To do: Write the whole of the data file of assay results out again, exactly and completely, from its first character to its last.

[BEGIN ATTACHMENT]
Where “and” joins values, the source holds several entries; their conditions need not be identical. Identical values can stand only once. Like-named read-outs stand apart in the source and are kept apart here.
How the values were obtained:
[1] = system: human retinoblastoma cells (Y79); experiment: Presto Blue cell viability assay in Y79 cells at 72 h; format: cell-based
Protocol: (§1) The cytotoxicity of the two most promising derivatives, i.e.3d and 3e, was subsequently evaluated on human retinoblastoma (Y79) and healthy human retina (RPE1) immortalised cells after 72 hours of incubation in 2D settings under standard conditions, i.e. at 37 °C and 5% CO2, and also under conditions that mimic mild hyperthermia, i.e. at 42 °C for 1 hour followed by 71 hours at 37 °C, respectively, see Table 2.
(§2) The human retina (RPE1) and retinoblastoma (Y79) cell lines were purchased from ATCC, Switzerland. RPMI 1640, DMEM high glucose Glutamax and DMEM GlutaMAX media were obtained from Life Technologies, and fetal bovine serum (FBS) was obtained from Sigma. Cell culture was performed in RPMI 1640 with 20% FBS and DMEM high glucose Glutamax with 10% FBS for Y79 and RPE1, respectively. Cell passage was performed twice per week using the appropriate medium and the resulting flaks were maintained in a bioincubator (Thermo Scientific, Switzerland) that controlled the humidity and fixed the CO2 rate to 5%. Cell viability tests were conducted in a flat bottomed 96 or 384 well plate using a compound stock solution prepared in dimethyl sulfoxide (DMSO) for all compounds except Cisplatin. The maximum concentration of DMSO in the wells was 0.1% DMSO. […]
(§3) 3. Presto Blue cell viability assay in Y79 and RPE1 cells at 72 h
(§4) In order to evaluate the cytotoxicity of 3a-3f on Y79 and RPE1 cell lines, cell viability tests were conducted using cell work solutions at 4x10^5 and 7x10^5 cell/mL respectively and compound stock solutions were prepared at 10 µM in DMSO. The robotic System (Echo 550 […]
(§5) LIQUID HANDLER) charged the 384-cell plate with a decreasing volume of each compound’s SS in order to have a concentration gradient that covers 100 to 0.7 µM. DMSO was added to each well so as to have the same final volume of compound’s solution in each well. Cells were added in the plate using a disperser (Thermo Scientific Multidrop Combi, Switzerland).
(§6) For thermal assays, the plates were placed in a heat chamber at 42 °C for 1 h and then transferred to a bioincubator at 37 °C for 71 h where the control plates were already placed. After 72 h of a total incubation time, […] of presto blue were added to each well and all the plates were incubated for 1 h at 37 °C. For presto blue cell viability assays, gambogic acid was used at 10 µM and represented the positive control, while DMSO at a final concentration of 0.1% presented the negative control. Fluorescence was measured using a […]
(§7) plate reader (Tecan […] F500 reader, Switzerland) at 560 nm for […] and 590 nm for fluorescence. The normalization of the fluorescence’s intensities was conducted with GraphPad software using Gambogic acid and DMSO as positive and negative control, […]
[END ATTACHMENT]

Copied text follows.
Where “and” joins values, the source holds several entries; their conditions need not be identical. Identical values can stand only once. Like-named read-outs stand apart in the source and are kept apart here.
How the values were obtained:
[1] = system: human retinoblastoma cells (Y79); experiment: Presto Blue cell viability assay in Y79 cells at 72 h; format: cell-based
Protocol: (§1) The cytotoxicity of the two most promising derivatives, i.e.3d and 3e, was subsequently evaluated on human retinoblastoma (Y79) and healthy human retina (RPE1) immortalised cells after 72 hours of incubation in 2D settings under standard conditions, i.e. at 37 °C and 5% CO2, and also under conditions that mimic mild hyperthermia, i.e. at 42 °C for 1 hour followed by 71 hours at 37 °C, respectively, see Table 2.
(§2) The human retina (RPE1) and retinoblastoma (Y79) cell lines were purchased from ATCC, Switzerland. RPMI 1640, DMEM high glucose Glutamax and DMEM GlutaMAX media were obtained from Life Technologies, and fetal bovine serum (FBS) was obtained from Sigma. Cell culture was performed in RPMI 1640 with 20% FBS and DMEM high glucose Glutamax with 10% FBS for Y79 and RPE1, respectively. Cell passage was performed twice per week using the appropriate medium and the resulting flaks were maintained in a bioincubator (Thermo Scientific, Switzerland) that controlled the humidity and fixed the CO2 rate to 5%. Cell viability tests were conducted in a flat bottomed 96 or 384 well plate using a compound stock solution prepared in dimethyl sulfoxide (DMSO) for all compounds except Cisplatin. The maximum concentration of DMSO in the wells was 0.1% DMSO. […]
(§3) 3. Presto Blue cell viability assay in Y79 and RPE1 cells at 72 h
(§4) In order to evaluate the cytotoxicity of 3a-3f on Y79 and RPE1 cell lines, cell viability tests were conducted using cell work solutions at 4x10^5 and 7x10^5 cell/mL respectively and compound stock solutions were prepared at 10 µM in DMSO. The robotic System (Echo 550 […]
(§5) LIQUID HANDLER) charged the 384-cell plate with a decreasing volume of each compound’s SS in order to have a concentration gradient that covers 100 to 0.7 µM. DMSO was added to each well so as to have the same final volume of compound’s solution in each well. Cells were added in the plate using a disperser (Thermo Scientific Multidrop Combi, Switzerland).
(§6) For thermal assays, the plates were placed in a heat chamber at 42 °C for 1 h and then transferred to a bioincubator at 37 °C for 71 h where the control plates were already placed. After 72 h of a total incubation time, […] of presto blue were added to each well and all the plates were incubated for 1 h at 37 °C. For presto blue cell viability assays, gambogic acid was used at 10 µM and represented the positive control, while DMSO at a final concentration of 0.1% presented the negative control. Fluorescence was measured using a […]
(§7) plate reader (Tecan […] F500 reader, Switzerland) at 560 nm for […] and 590 nm for fluorescence. The normalization of the fluorescence’s intensities was conducted with GraphPad software using Gambogic acid and DMSO as positive and negative control, […]